- Paperback: 224 pages
- Publisher: Oxford University Press; 1 edition (September 7, 2006)
- Language: English
- ISBN-10: 0192805592
- ISBN-13: 978-0192805591
- Product Dimensions: 6.7 x 0.7 x 4.7 inches
- Shipping Weight: 7 ounces (View shipping rates and policies)
- Average Customer Review: 23 customer reviews
- Amazon Best Sellers Rank: #418,229 in Books (See Top 100 in Books)
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Happiness: The Science behind Your Smile 1st Edition
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From Publishers Weekly
What is happiness—is it an unpredictable emotion like joy? A rational construct like personal fulfillment? Or is it some subtle, elusive combination of both? In this enjoyable, thought-provoking book, Nettle digs into the subject with great insight and just a bit of cheeky irreverence. In clear, succinct prose, he argues "that what we are programmed for by evolution is not happiness itself, but a set of beliefs about the kinds of things that will bring happiness, and a disposition to pursue them." He cites survey after survey that report that people's sense of their own happiness outstrips their actual material well-being. Nettle, a biological psychologist at Britain's Open University, describes the pursuit of happiness in stark binary terms—fear and attraction, fight and flight, need and desire. Hard-wired to survive in a world of immediate physical danger, human beings are left to muddle through in today's world of relative safety. Nettle traces the modern epidemic of anxiety and depression to these vestigial aspects of our brain and hormonal structure. Ending on an optimistic note, the author sees a population buoyed by advances in both psychotherapy and medication. With absolute clarity and admirable brevity, Nettle explores the pursuit of happiness and, happily, makes good sense of it all. 15 b&w illus. (July)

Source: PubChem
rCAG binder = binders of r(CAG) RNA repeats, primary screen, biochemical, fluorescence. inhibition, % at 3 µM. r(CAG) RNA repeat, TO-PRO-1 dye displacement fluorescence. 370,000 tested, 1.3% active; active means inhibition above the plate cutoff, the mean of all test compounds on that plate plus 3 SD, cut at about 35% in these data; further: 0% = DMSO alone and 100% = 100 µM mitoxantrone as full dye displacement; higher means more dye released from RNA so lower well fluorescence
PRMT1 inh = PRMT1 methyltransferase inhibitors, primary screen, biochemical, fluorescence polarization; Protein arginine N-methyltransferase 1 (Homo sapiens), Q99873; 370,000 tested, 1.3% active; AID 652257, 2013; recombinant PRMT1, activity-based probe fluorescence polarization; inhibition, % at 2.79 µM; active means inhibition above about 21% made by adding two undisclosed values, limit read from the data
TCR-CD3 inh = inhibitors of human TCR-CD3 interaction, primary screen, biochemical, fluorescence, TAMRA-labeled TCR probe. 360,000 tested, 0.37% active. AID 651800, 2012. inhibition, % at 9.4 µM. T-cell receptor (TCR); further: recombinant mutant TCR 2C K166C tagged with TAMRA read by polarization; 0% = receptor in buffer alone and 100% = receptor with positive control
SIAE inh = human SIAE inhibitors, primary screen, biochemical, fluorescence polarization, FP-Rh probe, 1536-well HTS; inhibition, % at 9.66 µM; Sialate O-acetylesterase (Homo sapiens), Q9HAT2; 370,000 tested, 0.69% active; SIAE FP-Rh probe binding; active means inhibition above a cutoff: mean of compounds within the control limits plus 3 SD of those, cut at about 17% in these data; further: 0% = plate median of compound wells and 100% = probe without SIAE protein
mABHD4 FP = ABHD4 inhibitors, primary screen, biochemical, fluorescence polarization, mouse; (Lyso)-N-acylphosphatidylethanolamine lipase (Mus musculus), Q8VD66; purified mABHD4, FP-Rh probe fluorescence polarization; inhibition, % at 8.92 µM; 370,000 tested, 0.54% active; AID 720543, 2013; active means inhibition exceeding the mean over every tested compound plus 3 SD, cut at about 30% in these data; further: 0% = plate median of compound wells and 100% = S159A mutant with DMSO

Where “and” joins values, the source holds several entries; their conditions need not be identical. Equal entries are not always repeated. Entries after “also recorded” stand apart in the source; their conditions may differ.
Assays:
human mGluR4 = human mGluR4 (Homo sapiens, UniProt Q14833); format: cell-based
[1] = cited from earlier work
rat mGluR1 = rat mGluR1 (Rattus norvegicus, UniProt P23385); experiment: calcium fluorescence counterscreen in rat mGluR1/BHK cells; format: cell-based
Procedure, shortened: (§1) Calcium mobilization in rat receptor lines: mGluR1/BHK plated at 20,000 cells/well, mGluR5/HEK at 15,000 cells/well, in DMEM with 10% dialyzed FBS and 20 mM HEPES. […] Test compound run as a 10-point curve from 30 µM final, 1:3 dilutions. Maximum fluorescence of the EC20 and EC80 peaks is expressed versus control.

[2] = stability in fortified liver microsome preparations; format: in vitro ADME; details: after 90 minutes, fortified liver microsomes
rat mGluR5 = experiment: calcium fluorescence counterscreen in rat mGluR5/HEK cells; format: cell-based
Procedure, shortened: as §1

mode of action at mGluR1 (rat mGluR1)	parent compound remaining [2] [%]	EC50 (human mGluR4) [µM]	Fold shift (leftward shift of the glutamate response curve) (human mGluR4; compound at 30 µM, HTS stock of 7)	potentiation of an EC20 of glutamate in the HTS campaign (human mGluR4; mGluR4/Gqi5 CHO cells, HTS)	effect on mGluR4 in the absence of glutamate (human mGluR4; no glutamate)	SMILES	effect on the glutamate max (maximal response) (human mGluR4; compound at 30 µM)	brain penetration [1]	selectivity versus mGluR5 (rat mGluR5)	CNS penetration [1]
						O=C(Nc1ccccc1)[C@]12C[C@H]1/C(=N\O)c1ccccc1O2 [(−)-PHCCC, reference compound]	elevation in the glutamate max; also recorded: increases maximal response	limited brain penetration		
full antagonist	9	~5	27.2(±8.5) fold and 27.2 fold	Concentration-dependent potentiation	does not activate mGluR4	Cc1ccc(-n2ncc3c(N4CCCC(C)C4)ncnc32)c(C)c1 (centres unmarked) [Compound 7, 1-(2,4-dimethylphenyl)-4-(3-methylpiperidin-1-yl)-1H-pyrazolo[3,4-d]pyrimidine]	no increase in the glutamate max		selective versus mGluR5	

Copyright © Reed Business Information, a division of Reed Elsevier Inc. All rights reserved. --This text refers to an out of print or unavailable edition of this title.
From Scientific American
The right to "the pursuit of happiness" is enshrined in the Declaration of Independence, and Americans are obviously hot on the trail: they pop pills, go to therapy, and spend millions of dollars on self-help tapes. Daniel Nettle, a British psychologist, tries to explain what happiness is and critiques the methods people are using to achieve it. And although Happiness is far from a how-to book, Nettle does conclude with a bit of advice on finding it. Nettle begins by defining the kind of happiness that interests him. Joy, the simple pleasure from finding lost money, is too trivial, and the "good life" is too much of a moralization. Instead his work focuses on "subjective wellbeing" or life satisfactionwhich he says is what most people are seeking. Paradoxically, although many of the great European ponderers of the human conditionhe quotes Freud, Sartre, Schopenhauer and othersagree with Western religions that life is a somewhat grim journey toward death, opinion surveys consistently show that people everywhere consider themselves fairly happy. They plan to be happier in the future, too. In light of this penchant, Nettle believes evolution has endowed us with a "happiness system" that allows us to feel satisfied with life yet remain convinced that if only we had another child, made more money or lost 10 pounds we would be truly happy. Not all our pursuits are equally effective, he says. Americans today have far more money than their grandparents did; still, there is no sign they are happier. Having more social connections and good marriages, on the other hand, does promote satisfaction, and Nettle essentially equates happiness with satisfaction. He enlivens this discussion with some odd facts: people believe they can overcome almost any adversity, but living in constantly noisy places reduces happiness. And although most things money can buy quickly fade in value, breast implants seem to create a lasting high. The book includes one chapter on the interactions of Prozac, opiates, ecstasy, and the serotonin and dopamine systems and how these compounds work in our brains to fight depression or induce feelings of pleasure. Yet Nettle does not consider biochemistry a source of happiness, and he moves on. He concludes this pleasant, jargon-free book with some advice: total happiness is not attainable, but you can manipulate your mind and life to reduce the impact of negative emotion, increase positive emotion andmost importantstop consciously seeking happiness at all. He quotes an old joke about the Dalai Lama, who is visited by a rich acolyte bearing a huge, gift-wrapped box. The Dalai Lama opens the box to find it empty and exclaims, "Exactly what Ive always wanted!"